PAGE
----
Paul Kessler: A story of perseverance

Holocaust survivor Paul Kessler and his mother hid in a pit behind a farmhouse for months until the Russians liberated the region in Slavakia. The farmer who hid them put his own life in considerable danger, providing them with food and keeping them safe until the area was liberated.


Today, Paul speaks to school children who visit the Museum and tells his personal story of survival, suffering, and hope. He talks about the civility shown by the farmer who was the perfect example of an Upstander. Support the DHM/CET so more children can learn not only the tragedy of the Holocaust and say, “Never again”.

North Texas Giving Day is Sept. 13. Donations of $25 or more will be matched through Donor Bridge. When you donate to the DHM, you are helping us teach students from across the Metroplex about the importance of  tolerance. Please help us reach everyone we can by visiting this link on Thursday!

How is it that Asian Americans are the Most Bullied and Abused Ethnic Group in America?

This post comes from Paula Nourse, the Director of Marketing at the DHM

I am a woman of African-American and Native American decent. I am also director of marketing at the Dallas Holocaust Museum/Center for Education and Tolerance where the study of Jewish history and the Holocaust have become a passion for me. Because of this background, you might think I am desensitized to the incivility and inhumanity that human beings can heap upon on one another. Desensitized? Not at all.  I watched as discrimination and bullying destroyed my father’s spirit. I have listened to the horror stories of my Native friends who talk about the rapes and kidnappings of children by non-Native people which still occur on reservations today. Despite my knowledge of the realities of racism and bullying, I was floored to learn that Asian Americans experience more discrimination, bullying and intolerance than any other ethnic group in the United States.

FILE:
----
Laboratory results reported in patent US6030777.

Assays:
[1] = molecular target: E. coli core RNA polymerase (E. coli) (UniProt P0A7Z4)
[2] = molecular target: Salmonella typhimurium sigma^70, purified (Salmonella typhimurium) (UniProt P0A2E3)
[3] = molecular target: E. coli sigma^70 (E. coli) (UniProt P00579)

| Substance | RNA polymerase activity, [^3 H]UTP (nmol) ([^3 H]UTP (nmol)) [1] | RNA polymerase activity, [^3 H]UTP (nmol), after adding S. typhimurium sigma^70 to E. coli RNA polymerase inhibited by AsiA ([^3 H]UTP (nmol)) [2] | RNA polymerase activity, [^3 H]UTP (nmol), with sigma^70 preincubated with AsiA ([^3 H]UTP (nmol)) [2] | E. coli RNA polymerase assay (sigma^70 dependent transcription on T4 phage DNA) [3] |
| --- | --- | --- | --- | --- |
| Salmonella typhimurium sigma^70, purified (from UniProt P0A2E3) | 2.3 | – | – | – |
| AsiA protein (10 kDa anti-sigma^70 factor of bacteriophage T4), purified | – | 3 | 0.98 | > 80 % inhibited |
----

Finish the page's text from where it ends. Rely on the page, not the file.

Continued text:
According to Jeff Yang who writes for the Wall Street Journal, “young Asian Americans are facing a bullying epidemic. Last year the U.S. Departments of Justice and Education released a joint study showing that over half of Asian American teens said they’d been the subject of targeted abuse at school, versus approximately a third of blacks, Hispanics and whites.”  AAPI Nexus reported that Asian American students are bullied in American schools much more than students belonging to any other ethnic group.

My mind is full of questions. What? How? Why is this happening? Let’s start with “what” and “why”. According to Yang, Asian Americans are disproportionately targeted for abuse due to their real or perceived “social awkwardness, physical frailty and academic overachievement…” He adds that there is a rising tide of animosity toward immigrants and to those who look different. Many Asian Americans are also misperceived as being predominately Muslim.

Why didn’t I know this was happening?  I knew that anti-Semitism is once again on the rise. I know first hand that the election of Barack Obama did not usher in a renewed acceptance and understanding of African Americans. The problem is that targeted bullying of Asian Americans goes largely unreported.  Yang writes, “cultural and familial expectations push [children of immigrants] to submit to bullying” and they suffer in silence.